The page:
Supply Chain Cybersecurity and SAP

Jul 10, '18 by Joerg Schneider-Simon

Supply chains keep an organization operating at full pace … or they can stop a company in its tracks. Without a well-run supply chain, a company can’t produce their product, maintain their equipment, or even manage day-to-day operations.

Today’s technology makes supply chain management more effective and efficient, integrating vendors more closely and accelerating communication. One such technology used by major companies worldwide is SAP ERP.

However, while technology solutions like SAP have made supply chains move faster and more smoothly, they’ve also opened companies up to an increased level of cybersecurity risk.

What are these risks? And what can companies do to prevent them?

How Supply Chain Technology Works

As mentioned, technology has made supply chains more efficient by integrating vendors more closely with companies. To do so, technologies like SAP ERP often give trusted suppliers access to the enterprise environment.

Here is an example: A furniture manufacturer, XYZ Company, requires raw supplies, production equipment, replacement parts, and maintenance supplies. To operate, XYZ relies on dozens of vendors to supply those goods accurately and in a timely fashion.

To make the supply chain more efficient, vendors can log in to XYZ’s portal with a username and password to upload and send invoices, quotes, estimates, copies of bills of lading, product images, or other necessary files.

That way, XYZ has all the documentation it needs, all automatically linked to the purchase order.

Sounds great, doesn’t it? And it is great … except when it’s not.

Cybersecurity Risks and the Supply Chain

Unfortunately, opening up a supply chain management system to external parties brings with it the possibility of cybersecurity breaches, often with disastrous results.

In 2013, Target was the victim of a massive data breach, with over 110 million customers’ data being compromised. It was later discovered that the initial intrusion took place when network credentials were stolen from one of their vendors, an HVAC subcontractor. A similar attack in 2014 resulted in the theft of payment data from more than 56 million Home Depot customers, including 53 million email addresses stolen.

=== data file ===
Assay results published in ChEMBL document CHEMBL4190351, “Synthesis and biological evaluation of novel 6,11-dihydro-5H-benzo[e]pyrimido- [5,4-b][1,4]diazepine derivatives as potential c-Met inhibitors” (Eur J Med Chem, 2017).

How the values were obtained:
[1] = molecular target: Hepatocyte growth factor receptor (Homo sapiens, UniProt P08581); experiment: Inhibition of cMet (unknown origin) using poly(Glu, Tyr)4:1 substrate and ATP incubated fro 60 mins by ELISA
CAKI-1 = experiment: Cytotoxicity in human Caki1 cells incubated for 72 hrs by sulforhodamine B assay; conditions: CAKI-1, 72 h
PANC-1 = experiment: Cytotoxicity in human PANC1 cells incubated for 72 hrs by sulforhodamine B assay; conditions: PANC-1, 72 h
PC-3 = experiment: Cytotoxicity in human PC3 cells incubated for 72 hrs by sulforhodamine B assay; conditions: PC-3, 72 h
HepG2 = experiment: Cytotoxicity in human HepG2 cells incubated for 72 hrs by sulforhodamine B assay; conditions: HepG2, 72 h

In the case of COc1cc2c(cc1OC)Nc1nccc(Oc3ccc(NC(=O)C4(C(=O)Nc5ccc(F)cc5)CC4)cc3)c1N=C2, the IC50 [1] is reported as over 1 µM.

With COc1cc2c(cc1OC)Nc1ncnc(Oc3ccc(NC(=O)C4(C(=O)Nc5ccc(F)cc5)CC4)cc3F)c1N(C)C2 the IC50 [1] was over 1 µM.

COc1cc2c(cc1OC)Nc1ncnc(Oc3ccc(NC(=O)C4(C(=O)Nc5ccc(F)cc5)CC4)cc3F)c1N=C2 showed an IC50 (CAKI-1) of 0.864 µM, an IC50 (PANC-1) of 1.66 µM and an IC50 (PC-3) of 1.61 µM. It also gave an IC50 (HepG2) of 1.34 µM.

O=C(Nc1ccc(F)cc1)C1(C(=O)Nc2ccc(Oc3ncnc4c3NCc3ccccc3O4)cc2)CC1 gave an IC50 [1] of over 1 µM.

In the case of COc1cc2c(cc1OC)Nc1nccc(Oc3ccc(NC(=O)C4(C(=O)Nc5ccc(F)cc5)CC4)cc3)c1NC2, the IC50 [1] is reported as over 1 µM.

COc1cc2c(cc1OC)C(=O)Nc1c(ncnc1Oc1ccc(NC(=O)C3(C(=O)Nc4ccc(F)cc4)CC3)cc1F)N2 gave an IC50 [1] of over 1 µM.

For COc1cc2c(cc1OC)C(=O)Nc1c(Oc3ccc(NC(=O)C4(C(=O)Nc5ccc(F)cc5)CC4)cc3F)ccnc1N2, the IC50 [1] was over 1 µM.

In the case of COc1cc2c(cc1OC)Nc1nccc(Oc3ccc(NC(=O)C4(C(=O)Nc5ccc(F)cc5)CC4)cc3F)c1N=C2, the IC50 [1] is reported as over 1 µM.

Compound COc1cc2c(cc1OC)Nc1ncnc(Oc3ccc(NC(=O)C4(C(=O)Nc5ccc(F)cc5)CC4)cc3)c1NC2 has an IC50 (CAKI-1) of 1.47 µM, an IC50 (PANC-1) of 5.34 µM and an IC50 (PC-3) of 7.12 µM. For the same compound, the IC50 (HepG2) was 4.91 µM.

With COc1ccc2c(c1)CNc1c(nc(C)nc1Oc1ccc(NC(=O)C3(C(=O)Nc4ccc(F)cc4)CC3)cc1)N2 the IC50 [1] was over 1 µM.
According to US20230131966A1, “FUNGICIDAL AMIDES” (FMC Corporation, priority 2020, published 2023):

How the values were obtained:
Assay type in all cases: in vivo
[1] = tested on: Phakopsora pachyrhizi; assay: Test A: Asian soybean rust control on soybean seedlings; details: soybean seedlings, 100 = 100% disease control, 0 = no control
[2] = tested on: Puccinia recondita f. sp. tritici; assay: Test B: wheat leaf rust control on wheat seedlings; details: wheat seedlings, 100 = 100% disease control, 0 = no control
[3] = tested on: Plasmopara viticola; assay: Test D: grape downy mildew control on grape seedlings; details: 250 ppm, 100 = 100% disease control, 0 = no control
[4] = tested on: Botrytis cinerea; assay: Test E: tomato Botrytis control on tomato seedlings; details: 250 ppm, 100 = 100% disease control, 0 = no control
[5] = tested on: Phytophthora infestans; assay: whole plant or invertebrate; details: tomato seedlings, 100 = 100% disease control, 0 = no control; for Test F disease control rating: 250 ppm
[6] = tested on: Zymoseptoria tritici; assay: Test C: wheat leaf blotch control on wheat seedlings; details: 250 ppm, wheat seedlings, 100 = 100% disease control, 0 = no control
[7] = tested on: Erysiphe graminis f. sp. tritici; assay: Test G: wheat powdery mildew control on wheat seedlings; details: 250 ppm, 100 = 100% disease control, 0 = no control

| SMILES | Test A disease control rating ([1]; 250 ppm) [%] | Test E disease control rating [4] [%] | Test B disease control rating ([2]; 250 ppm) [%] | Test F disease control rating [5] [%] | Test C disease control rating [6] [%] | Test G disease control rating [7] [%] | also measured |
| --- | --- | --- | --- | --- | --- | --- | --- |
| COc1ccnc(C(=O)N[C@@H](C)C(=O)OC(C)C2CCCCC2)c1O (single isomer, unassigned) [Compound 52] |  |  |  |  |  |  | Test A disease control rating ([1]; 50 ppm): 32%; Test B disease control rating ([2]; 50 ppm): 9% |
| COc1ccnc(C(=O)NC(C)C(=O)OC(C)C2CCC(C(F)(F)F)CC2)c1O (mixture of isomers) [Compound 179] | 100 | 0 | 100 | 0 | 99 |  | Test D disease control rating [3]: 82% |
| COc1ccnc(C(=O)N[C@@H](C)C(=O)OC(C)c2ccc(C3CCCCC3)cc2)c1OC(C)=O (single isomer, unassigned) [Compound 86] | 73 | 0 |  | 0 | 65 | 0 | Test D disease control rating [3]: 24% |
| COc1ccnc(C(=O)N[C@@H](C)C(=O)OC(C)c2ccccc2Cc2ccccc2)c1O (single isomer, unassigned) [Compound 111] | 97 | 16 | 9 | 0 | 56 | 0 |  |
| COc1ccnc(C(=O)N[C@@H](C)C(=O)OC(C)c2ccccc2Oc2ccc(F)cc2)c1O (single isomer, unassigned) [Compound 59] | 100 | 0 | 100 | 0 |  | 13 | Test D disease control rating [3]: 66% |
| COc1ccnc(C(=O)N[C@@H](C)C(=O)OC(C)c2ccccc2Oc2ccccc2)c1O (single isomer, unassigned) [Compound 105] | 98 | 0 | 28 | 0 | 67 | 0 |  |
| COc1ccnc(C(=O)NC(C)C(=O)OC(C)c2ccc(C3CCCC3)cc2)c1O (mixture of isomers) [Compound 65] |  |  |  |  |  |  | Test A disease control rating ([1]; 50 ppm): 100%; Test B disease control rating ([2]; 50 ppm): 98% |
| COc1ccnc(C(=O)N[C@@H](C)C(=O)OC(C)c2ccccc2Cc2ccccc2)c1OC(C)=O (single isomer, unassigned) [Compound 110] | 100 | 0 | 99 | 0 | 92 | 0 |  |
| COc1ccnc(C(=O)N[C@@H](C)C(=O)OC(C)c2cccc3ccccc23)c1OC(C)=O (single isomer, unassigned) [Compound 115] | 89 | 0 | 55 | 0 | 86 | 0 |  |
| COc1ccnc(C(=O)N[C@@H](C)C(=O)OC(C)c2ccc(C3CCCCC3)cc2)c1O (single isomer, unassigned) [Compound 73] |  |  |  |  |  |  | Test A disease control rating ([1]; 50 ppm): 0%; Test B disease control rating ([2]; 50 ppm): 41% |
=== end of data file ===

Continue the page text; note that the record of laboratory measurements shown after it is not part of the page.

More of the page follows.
How did this happen?

As it turns out, the size of the company has a lot to do with it.

Many cybercriminals understand that big companies like Target and Home Depot have the resources to develop strong IT systems and robust cybersecurity practices – making them very tough targets to crack.

However, smaller to medium-sized enterprises (SMEs) – the ones that often comprise the bulk of any company’s supply chain – tend to not have the resources to implement iron-clad cybersecurity. Nor do they usually have the same stringent policies about access control, patch management, or secure configuration as the bigger players do.

So, instead of trying to break the big company’s unpickable lock, cybercriminals simply focus on stealing a perfectly functional key – i.e. credentials – from smaller vendors that serve the bigger companies. And this type of attack is on the rise: According to the Ponemon Institute’s Third Party Data Risk Study, at least 56% of survey respondents experienced a third-party data breach — a 7% increase over last year. Even worse, 57% of respondents don’t have an inventory of all third parties with whom they share sensitive information.

Cybersecurity Risks, The Supply Chain, and SAP

With SAP, collaboration between vendors and customers is easy and seamless. However, SAP’s environment makes it difficult to keep this supply chain secure.

Let’s look at our furniture manufacturer, XYZ Company, again. Unbeknownst to them, their fabric wholesaler’s order system has been hacked, and cybercriminals have stolen the vendor’s login credentials to the furniture manufacturer’s SAP system.

Armed with this information, a cybercriminal could very easily upload a file, like a document, spreadsheet, or PDF, that looks like a legitimate invoice or quote but that actually contains malicious active content. Or, the cybercriminal could insert malicious code into form fields and launch a man-in-the-middle attack.

There are many reasons why SAP is vulnerable:

  • Standard anti-virus programs simply do not have access to data or content that is input into or stored in SAP.
  • There is a significant shortage of SAP cybersecurity specialists in today’s workforce, resulting in significant skills gaps for many companies.
  • Suppliers often have access to supply chain functions via SAP FIORI, which they often use in unsecured environments.

Find out more about SAP FIORI’s risks with our Guide to SAP FIORI Cybersecurity


How to Protect Your Supply Chain

The last thing any company wants is a cybersecurity breach. Fortunately, you can take steps to shrink your risk of a third-party breach. For instance, the SANS Institute, a cooperative research and education organization for security professionals, has created a solid roadmap to a secure supply chain, which helps identify and mitigate the human factors of cybersecurity risk. In general, SANS recommends focusing on three factors:

  1. People
  2. Process
  3. Technology

Ensuring that your suppliers take due diligence, security controls, and compliance seriously is massively important. So is establishing processes along the supply chain to minimize the chances of a breach and to quickly identify and mitigate one if it does occur.

The technology? That’s where we come in. bowbridge Anti-Virus for SAP Solutions is built specifically for SAP, helping to guard your mission-critical systems and data from cyberattack and breaches. 

Want to know more? Try it out for yourself to see how bowbridge can put your supply chain cybersecurity worries to rest.


Electrical connection technology manufacturer relies on bowbridge for virus-free document exchange. Read the case study.